Project New Media Literacies was established at MIT Comparative Media Studies and now housed at USC’s Annenberg School for Communications & Journalism. The project is led by Henry Jenkins III, Erin B. Reilly and Vanessa Vartabedian.
Participatory culture shifts the focus of literacy from one of individual expression to community involvement. The new literacies almost all involve social skills developed through collaboration and networking. These skills build on the foundation of traditional literacy, research skills, technical skills, and critical analysis skills taught in the classroom.
The new skills include…
- Play – the capacity to experiment with one’s surroundings as a form of problem-solving
- Performance – the ability to adopt alternative identities for the purpose of improvisation and discovery
- Simulation – the ability to interpret and construct dynamic models of real-world processes
- Appropriation – the ability to meaningfully sample and remix media content
- Multitasking – the ability to scan one’s environment and shift focus as needed to salient details
- Distributed Cognition – the ability to interact meaningfully with tools that expand mental capacities
- Collective Intelligence - the ability to pool knowledge and compare notes with others toward a common goal
- Judgment – the ability to evaluate the reliability and credibility of different information sources
- Transmedia Navigation – the ability to follow the flow of stories and information across multiple modalities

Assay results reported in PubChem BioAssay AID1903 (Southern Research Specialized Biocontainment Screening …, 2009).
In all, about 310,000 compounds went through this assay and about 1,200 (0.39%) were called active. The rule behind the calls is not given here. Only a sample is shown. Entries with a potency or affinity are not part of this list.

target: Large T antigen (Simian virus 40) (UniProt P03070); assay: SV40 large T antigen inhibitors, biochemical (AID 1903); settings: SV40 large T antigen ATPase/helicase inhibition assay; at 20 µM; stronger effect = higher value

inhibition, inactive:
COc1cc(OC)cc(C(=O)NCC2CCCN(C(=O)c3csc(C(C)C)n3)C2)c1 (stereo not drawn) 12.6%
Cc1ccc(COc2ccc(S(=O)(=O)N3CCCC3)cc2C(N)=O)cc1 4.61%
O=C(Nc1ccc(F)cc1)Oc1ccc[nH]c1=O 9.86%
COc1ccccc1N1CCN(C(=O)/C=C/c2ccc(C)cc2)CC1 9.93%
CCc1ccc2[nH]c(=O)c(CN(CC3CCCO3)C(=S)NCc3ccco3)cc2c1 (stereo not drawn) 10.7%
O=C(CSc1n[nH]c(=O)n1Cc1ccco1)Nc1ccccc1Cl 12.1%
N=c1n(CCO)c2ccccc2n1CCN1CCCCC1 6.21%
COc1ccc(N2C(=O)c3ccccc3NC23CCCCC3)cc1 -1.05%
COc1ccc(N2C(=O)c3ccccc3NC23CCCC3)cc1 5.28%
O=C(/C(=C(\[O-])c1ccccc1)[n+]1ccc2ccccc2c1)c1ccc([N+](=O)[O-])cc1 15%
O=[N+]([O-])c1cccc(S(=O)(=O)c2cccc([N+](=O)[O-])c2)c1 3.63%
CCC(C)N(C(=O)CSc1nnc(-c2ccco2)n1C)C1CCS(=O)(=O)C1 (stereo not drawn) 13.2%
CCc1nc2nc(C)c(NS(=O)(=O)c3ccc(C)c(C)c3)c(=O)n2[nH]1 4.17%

- Networking – the ability to search for, synthesize, and disseminate information
- Negotiation – the ability to travel across diverse communities, discerning and respecting multiple perspectives, and grasping and following alternative norms
- Visualization – the ability to interpret and create data representations for the purposes of expressing ideas, finding patterns, and identifying trends
from Confronting the Challenges of Participatory Culture: Media Education for the 21st Century, by Henry Jenkins, with Ravi Purushotma, Katherine Clinton, Margaret Weigel, and Alice J. Robison
The site also includes resources like Reading in a Participatory Culture
The Teachers’ Strategy Guide: Reading in a Participatory Culture, offers strategies for integrating the tools, approaches, and methods of Comparative Media Studies into the English and Language Arts classroom. This guide is intended to demonstrate techniques which could be applied to the study of authorship in relation to a range of other literary works, pushing us to reflect more deeply on how authors build upon the materials of their culture and in turn inspire others who follow to see the world in new ways.
This online guide is related to mapping in a participatory culture. The framework provides the guidance and the strategies are illustrated through the resources, projects, ideas, and people profiled. It is not meant to be complete. It is meant to keep growing as technology and the needs of educators evolve. It is meant to be more aggregate than prescriptive.